NO MORE FLATLINING ON INDOOR RUNS. USE THESE TRICKS TO RE-ENERGISE YOUR STRIDES.
CREATE A SOLO CLASS
Channel the adrenalin of a group running class with a well-thoughtout playlist, says Harley Rodriguez, a trainer at Barry’s Bootcamp in New York City, which alternates treadmill segments with strength sets. Use music to time your intervals, choosing songs with uptempo choruses that get you pumped to pick up your pace with each refrain. “In your head, say: I’m doing a 30-second sprint in four, three, two, one – then give it your all,” Harley says. If you’re spurred by the competitive spirit of a group class, hop on a treadmill next to someone who looks like a strong runner. You can race them by setting your pace to something higher than theirs – and they’ll never need to know!
USE ALL THE BUTTONS
Take advantage of the machine’s speed and incline range, and you’ll boost your burn, strength, and interest. First, alternate sprinting (from 10 to 90 seconds each set) with jogging (sets can be equal to or shorter than your pushes) for 15 minutes. Then set the incline to 10 per cent and find a slightly uncomfortable pace. Drop the incline by 1 per cent every 30 seconds until you’re on a flat road. Go again and faster. Pushing your pace melts more fat and increases your cardio capacity, while climbs build your power – a mix that makes you leaner, faster, and stronger, says Rebecca Skudder, founder of Mystryde treadmill running studio in Boston.
GO IN WITH A STRATEGY
“Always step on a treadmill with a plan,” says David Siik, creator of Precision Running at Equinox in the US, and author of The Ultimate Treadmill Workout: Run Right, Hurt Less, and Burn More with Treadmill Interval Training. That plan can be as simple as saying you’ll go 0.3km/h faster each minute you run, or you can get really inventive with intervals, inclines, tempos, and even treadmill strength-training moves (find ideas for all these as you read on). When you have to concentrate on what’s next, your brain gets as much of a workout as your body does. “Executing your plan requires you to be alert and to make decisions,” David says. In other words, focusing on your workout’s moving parts busts the monotony of a steady slog.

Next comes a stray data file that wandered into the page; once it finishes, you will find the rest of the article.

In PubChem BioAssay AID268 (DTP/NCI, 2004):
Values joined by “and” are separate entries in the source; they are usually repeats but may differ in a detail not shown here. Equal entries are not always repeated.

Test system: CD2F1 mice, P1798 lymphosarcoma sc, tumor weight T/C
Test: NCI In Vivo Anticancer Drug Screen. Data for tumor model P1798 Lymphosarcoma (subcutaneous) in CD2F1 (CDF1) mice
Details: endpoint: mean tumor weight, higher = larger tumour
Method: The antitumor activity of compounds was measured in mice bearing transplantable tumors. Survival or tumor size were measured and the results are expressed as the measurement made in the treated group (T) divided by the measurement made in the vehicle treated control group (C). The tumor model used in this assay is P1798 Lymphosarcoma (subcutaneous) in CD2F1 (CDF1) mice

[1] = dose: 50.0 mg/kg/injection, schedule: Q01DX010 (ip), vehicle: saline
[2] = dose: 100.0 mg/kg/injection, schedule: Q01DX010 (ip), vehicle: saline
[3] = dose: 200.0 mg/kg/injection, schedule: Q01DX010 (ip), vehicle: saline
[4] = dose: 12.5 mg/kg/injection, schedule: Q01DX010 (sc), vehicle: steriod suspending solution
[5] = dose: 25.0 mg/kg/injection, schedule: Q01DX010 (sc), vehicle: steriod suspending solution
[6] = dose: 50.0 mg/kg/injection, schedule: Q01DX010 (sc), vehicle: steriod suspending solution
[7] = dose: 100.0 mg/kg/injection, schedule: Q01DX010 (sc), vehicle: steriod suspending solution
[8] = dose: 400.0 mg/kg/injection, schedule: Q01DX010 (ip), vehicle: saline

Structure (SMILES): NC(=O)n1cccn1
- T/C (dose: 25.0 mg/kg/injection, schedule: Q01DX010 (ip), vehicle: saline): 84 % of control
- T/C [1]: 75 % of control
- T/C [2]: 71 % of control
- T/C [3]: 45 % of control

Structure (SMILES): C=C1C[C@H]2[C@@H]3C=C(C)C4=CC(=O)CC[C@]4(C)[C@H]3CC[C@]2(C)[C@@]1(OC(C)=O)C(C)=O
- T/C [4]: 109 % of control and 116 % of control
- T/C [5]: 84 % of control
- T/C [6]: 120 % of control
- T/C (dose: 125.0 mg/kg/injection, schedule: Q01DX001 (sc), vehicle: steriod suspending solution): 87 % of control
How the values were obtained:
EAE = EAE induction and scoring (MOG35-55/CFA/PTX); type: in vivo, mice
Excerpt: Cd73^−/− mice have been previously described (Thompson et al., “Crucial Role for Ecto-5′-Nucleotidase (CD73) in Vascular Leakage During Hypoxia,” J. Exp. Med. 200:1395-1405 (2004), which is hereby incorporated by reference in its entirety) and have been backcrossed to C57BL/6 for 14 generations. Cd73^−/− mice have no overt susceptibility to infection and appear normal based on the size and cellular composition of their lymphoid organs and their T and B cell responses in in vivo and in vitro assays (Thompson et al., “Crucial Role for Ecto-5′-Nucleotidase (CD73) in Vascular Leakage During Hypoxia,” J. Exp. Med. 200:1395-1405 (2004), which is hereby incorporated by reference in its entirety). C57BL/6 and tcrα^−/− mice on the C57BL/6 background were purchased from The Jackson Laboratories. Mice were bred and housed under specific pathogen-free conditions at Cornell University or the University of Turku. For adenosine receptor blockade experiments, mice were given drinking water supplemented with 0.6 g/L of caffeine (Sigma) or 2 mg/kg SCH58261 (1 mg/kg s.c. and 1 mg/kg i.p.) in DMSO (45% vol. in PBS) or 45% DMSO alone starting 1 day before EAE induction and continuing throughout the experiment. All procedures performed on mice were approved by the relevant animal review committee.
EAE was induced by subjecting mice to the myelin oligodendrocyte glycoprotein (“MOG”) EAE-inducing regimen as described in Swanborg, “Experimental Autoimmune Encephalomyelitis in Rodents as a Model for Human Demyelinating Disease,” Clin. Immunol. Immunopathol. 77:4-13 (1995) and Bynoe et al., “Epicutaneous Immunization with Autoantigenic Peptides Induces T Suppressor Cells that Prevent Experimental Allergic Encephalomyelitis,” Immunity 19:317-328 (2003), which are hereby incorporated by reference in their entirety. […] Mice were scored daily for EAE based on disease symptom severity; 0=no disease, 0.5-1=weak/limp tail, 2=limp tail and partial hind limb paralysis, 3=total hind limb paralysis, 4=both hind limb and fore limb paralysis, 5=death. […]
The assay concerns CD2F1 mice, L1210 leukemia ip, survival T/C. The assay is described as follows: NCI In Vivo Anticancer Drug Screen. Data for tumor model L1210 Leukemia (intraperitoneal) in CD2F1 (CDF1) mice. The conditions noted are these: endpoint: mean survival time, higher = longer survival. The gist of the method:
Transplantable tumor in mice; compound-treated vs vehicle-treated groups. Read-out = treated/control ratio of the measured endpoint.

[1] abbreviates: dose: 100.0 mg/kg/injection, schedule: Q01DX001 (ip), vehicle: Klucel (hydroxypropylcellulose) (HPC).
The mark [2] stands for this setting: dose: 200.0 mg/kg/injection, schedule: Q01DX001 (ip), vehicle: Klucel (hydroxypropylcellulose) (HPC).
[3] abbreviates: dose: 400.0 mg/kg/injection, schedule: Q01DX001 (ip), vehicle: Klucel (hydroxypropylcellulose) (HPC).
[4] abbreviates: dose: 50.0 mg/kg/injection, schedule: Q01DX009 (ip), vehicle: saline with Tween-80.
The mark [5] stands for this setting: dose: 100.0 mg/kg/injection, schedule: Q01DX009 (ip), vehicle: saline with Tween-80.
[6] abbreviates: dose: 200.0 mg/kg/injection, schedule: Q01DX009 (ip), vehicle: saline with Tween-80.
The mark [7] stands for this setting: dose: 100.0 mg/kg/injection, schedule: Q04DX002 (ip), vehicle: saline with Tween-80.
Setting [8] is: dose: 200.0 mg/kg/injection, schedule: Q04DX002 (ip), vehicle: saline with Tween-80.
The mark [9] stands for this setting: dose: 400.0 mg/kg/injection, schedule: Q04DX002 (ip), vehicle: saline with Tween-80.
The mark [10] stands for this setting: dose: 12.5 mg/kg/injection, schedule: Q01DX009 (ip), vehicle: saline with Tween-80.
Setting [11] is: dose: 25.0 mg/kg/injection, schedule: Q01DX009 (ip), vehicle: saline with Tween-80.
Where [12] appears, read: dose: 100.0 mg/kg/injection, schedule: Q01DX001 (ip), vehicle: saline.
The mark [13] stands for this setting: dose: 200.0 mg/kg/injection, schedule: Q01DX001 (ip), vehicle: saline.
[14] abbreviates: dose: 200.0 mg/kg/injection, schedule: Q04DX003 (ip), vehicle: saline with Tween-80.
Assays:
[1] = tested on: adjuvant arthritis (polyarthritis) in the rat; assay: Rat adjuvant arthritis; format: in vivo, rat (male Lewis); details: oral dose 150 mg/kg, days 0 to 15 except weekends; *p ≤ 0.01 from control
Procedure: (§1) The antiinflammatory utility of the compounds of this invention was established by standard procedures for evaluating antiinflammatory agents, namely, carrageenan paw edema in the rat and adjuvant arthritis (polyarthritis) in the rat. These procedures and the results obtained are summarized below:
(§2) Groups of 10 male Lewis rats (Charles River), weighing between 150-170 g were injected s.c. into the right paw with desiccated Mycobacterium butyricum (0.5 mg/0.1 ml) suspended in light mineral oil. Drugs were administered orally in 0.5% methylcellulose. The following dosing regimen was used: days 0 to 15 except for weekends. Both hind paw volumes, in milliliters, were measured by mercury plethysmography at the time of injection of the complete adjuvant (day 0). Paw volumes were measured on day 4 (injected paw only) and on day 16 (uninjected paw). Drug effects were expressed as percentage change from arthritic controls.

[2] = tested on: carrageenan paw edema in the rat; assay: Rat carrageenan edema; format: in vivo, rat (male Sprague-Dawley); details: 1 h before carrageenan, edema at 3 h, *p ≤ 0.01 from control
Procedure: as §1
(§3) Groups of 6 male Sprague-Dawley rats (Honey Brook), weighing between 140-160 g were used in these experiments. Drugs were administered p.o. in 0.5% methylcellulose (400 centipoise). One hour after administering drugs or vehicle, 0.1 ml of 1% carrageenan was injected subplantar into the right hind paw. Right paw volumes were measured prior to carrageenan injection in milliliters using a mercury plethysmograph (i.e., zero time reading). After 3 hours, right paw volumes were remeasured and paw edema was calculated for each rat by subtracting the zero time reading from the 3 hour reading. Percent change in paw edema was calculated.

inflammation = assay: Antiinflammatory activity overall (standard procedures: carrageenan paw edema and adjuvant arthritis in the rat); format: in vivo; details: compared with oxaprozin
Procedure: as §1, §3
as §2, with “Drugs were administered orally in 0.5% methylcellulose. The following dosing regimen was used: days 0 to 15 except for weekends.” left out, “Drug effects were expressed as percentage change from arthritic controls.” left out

DO A TREADMILL TONE-UP
The treadmill belt can supply resistance, and the machine itself can be used to target muscles differently, says Rebecca. Alternate between 4-minute sets of a fast run with 4 minutes of strength moves. Try this: Run, then stop the belt. Get into a plank with palms on the tread and feet on the floor. Do incline push-ups for 30 seconds (or level up by placing palms on the floor and feet on the belt for decline push-ups). Next, step onto the treadmill for 30 seconds of triceps dips: Facing away from the dash, grasp handles and straighten arms to lift body (bend legs behind you) to start; bend elbows 90 degrees behind you to lower body [shown below], then press up to start. The height allows for a greater range of motion, and because you’re dipping your entire weight, you have more resistance than when you’re doing dips on the floor or a bench. (Newbies, start with dips off the back of the tread.) Then get into plank, palms on the floor and feet on the belt, and hike the hips to pull the feet towards you (the belt will move with you) until your body forms an upside-down V. Do pikes for 30 seconds. Finally, set the treadmill at 0.8 to 1.6 km/h and do 30 seconds of walking lunges. Do the whole sequence three times.
SPICE UP YOUR COOL-DOWN
Instead of walking it out or just hopping off the treadmill as soon as your workout is over, use the machine for dynamic stretches like the kind track stars do, says Jake Schmitt, a cofounder of Thoroughbred Treadmill Studio in Mill Valley, California. With the treadmill set to 0.3km/h and a 1 per cent incline, do 1 minute each of walking toe touches (bring left leg straight out in front of you at hip height, foot flexed; grab your left toes with your left hand and pull them towards you; repeat on other side), walking knee hugs, and walking quad stretches (alternately bringing your heels towards your glutes, briefly grasping your ankle as you go). Bonus: These stretches mimic the way your body moves during a run, so they can help you develop better movement patterns and become a more efficient runner, Schmitt says.